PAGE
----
After tests did not reveal a “pheo,” Rosen was referred to an endocrinologist, a physician who specializes in treating hormone-related diseases.
‘You don’t have it’
Rosen saw the first endocrinologist in November 2018. She suspected he might have the disorder most commonly associated with resistant hypertension — primary aldosteronism (PA), also known as Conn or Conn’s syndrome after University of Michigan endocrinologist Jerome W. Conn, who discovered it in 1954.
PA is caused by a surfeit of aldosterone, a hormone produced by the adrenal glands. Excess aldosterone can cause the kidneys to retain sodium and lose potassium, which raises blood pressure.
The disease can be detected by blood tests that measure the levels of aldosterone and renin, an enzyme made in the kidneys that helps control blood pressure, then calculating the ratio between the two. Further testing is required to confirm the diagnosis and to determine whether one or both adrenal glands are affected. In the latter case, PA is treated with medication. But in 30% of cases, PA is caused by a benign tumor on one gland. Surgically removing that gland can normalize blood pressure.
While awaiting the results of his blood tests, Rosen pored over the voluminous clinical guidelines for the diagnosis and treatment of PA issued in 2016 by the Endocrine Society, the international medical organization of endocrinologists.
He discovered that sleep apnea and low potassium levels, both of which he had, are associated with the disease. And he was heartened when his blood tests seemed to point to it.
“To me, this seemed like a really good thing, because it’s treatable,” Rosen said.
But the junior doctor who worked with his endocrinologist ruled out the possibility. “You don’t have it. Your aldo[sterone] is too low,” Rosen remembers being told. Rosen said he protested that his understanding of the 50-page Endocrine Society guidelines, along with his calculation of the blood test ratio, suggested otherwise.
The fellow disagreed. Rosen said he ended the call and immediately began searching for a new specialist.
Soon afterward, Rosen saw a second endocrinologist, who agreed that PA seemed likely. She ordered additional testing along with a CT scan, which provided confirmation. The final step was a technically tricky procedure known as adrenal venous sampling, which involves the insertion of a catheter into the adrenal veins to determine whether one or both are affected. That finding would guide treatment.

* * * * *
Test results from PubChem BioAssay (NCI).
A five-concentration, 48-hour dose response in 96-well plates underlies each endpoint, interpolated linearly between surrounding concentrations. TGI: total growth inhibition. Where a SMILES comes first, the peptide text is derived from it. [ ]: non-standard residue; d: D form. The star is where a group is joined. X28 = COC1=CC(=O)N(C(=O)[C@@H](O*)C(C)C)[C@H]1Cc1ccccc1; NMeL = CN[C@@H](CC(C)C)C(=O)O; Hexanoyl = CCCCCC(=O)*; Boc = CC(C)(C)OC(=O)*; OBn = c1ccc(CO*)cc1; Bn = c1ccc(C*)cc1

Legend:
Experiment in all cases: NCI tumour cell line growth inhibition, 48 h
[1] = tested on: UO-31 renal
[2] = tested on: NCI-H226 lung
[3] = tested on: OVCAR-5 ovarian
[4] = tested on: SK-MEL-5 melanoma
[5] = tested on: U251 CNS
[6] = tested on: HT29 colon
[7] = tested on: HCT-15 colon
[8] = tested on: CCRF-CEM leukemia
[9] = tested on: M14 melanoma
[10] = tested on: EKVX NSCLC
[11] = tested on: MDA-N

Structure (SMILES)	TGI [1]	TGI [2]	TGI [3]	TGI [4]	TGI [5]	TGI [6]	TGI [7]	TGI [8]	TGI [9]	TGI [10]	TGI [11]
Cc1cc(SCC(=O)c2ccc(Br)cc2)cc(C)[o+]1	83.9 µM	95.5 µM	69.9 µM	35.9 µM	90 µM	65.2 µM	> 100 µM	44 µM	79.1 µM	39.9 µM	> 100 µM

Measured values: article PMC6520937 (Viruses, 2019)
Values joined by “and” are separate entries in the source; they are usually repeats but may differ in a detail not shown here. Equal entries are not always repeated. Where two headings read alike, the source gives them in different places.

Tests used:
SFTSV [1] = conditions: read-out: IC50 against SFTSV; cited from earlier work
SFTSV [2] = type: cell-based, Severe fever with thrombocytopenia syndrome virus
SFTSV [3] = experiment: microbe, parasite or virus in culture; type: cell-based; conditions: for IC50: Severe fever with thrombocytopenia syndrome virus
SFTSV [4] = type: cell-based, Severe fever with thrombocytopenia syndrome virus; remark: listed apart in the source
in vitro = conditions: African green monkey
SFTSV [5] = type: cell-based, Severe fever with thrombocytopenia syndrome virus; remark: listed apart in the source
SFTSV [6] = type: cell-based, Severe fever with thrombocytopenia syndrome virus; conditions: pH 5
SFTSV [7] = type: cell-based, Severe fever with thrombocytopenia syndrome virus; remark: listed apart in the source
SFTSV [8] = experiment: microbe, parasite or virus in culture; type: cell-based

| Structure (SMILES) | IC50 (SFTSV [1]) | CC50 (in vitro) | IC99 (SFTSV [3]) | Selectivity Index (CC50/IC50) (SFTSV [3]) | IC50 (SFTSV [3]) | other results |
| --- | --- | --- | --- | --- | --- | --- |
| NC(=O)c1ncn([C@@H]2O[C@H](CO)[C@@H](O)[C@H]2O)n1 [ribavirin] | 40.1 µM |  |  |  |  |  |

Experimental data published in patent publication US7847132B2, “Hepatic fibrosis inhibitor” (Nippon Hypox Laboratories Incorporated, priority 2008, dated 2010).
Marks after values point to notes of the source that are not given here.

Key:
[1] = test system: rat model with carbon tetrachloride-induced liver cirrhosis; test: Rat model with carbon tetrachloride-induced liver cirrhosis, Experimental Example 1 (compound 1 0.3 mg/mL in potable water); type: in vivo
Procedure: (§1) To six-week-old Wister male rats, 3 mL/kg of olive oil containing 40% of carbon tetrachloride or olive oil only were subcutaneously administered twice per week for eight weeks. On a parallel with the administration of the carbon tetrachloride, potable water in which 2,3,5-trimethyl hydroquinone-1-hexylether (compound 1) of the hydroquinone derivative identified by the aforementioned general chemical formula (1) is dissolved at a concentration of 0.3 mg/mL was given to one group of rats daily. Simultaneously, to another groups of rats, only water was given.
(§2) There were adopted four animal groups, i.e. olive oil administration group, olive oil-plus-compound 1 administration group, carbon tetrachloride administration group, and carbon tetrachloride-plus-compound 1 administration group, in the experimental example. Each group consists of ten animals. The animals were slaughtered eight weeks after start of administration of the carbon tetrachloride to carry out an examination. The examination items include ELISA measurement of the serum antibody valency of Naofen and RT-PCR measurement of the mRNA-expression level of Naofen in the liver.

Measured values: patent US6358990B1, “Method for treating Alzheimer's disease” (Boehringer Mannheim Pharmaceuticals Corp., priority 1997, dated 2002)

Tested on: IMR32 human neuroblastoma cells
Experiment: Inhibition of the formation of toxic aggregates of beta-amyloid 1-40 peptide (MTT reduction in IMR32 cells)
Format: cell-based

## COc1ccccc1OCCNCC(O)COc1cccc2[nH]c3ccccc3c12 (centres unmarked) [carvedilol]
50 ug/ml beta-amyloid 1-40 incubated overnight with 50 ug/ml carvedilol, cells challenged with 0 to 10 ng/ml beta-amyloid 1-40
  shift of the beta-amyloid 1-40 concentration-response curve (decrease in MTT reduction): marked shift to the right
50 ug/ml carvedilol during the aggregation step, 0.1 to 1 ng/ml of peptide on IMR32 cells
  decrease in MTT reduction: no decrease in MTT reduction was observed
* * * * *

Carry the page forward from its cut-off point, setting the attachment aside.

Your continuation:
After consulting Young, the second endocrinologist advised Rosen to undergo the vein sampling procedure at Mayo. In April 2019, Rosen and his sister flew to Minnesota and met with Young, the clinic’s former chair of endocrinology and a past president of the Endocrine Society.
An interventional radiologist who specializes in the vein sampling procedure found that only one adrenal gland was involved, which meant that Rosen was a candidate for surgery. (“You need only half of one adrenal gland to be totally normal,” Young said.)
In June 2019, Rosen underwent laparoscopic surgery at UCLA Medical Center. Over the next year, he lost 35 pounds and his health improved dramatically. He now needs a low dose of only one blood pressure medicine to achieve readings of 124/80.
“I feel much better now than I did before,” he said. “And I’m much more active.”
But the delayed diagnosis exacted an irreversible toll. Years of uncontrolled high blood pressure caused Stage 3b kidney disease, for which Rosen takes medication and regularly sees a kidney specialist. If his disease worsens, Rosen has been told he may need a kidney transplant.
Young said he sees patients like Rosen far too often, a primary reason he has become an evangelist for PA screening.
Although doctors have long been taught that the disease is rare, Young said that recent studies show it is not. Researchers estimate that 5% to 10% of people with high blood pressure and 20% of those with resistant hypertension have PA. Most don’t know it because they have never been tested.
A 2020 Stanford study found that only 2.1% of patients with resistant hypertension were screened for PA; at the University of Minnesota, the figure was 4.2%. And a 2003 study from Australia found an unexpectedly large number of PA cases among a group of patients with high blood pressure.
“It’s vastly underdiagnosed and not just in the U.S.,” said Young, who advocates screening everyone with hypertension at least once. “From my perspective, it comes down to clinician awareness. Endocrinologists and nephrologists think of this. Primary care doctors, not so much.”
People with PA are more likely to develop heart and kidney disease and have a poor quality of life, Young noted in a 2018 article. Timely treatment can reduce those outcomes.
Rosen said he, too, has sought to educate his doctors. “I have tried to tell every doctor I go to that if you have a patient on three or more [blood pressure] meds and they’re not well-controlled, you need to test them” for PA, he said, echoing Endocrine Society guidelines.
After his surgery, Rosen said he “sent nice letters to all my old doctors saying, ‘You missed this.’ ” The only doctor he heard from was the first endocrinologist, who called to apologize, saying that the fellow had misinterpreted Rosen’s tests.
Rosen said he hopes his experience spares others. “Every day I wish I had done more research,” he said. “If I had done it 20 years ago, I wouldn’t have kidney damage.”